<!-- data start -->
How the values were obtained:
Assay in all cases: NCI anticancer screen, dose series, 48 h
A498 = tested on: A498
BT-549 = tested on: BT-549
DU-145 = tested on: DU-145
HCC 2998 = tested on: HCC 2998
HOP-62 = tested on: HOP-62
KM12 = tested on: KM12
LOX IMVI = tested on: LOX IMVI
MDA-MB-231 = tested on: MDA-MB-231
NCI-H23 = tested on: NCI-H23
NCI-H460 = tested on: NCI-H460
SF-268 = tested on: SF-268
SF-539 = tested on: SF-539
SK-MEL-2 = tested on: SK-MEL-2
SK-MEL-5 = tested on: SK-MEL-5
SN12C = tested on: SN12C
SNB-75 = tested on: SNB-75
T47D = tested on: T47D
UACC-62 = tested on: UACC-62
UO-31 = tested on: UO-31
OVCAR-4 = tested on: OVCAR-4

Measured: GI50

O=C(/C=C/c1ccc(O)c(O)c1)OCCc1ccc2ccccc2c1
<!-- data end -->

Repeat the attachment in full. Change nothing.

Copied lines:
How the values were obtained:
Assay in all cases: NCI anticancer screen, dose series, 48 h
A498 = tested on: A498
BT-549 = tested on: BT-549
DU-145 = tested on: DU-145
HCC 2998 = tested on: HCC 2998
HOP-62 = tested on: HOP-62
KM12 = tested on: KM12
LOX IMVI = tested on: LOX IMVI
MDA-MB-231 = tested on: MDA-MB-231
NCI-H23 = tested on: NCI-H23
NCI-H460 = tested on: NCI-H460
SF-268 = tested on: SF-268
SF-539 = tested on: SF-539
SK-MEL-2 = tested on: SK-MEL-2
SK-MEL-5 = tested on: SK-MEL-5
SN12C = tested on: SN12C
SNB-75 = tested on: SNB-75
T47D = tested on: T47D
UACC-62 = tested on: UACC-62
UO-31 = tested on: UO-31
OVCAR-4 = tested on: OVCAR-4

Measured: GI50

O=C(/C=C/c1ccc(O)c(O)c1)OCCc1ccc2ccccc2c1